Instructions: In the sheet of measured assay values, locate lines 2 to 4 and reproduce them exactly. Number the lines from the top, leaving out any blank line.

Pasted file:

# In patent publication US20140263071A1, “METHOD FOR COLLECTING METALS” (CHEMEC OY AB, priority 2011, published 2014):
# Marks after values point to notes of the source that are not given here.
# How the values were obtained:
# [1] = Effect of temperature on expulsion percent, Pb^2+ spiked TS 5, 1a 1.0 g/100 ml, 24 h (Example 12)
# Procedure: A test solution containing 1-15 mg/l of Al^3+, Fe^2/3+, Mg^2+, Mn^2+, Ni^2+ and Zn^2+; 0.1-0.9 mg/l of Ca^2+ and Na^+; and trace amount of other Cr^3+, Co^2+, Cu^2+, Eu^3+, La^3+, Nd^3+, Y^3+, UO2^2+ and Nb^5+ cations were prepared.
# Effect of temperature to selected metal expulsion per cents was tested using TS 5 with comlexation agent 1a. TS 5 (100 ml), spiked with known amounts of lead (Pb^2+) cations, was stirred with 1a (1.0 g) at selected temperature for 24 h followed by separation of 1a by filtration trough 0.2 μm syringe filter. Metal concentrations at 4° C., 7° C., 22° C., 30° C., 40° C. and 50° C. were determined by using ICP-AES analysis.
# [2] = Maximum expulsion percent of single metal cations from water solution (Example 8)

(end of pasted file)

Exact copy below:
# Marks after values point to notes of the source that are not given here.
# How the values were obtained:
# [1] = Effect of temperature on expulsion percent, Pb^2+ spiked TS 5, 1a 1.0 g/100 ml, 24 h (Example 12)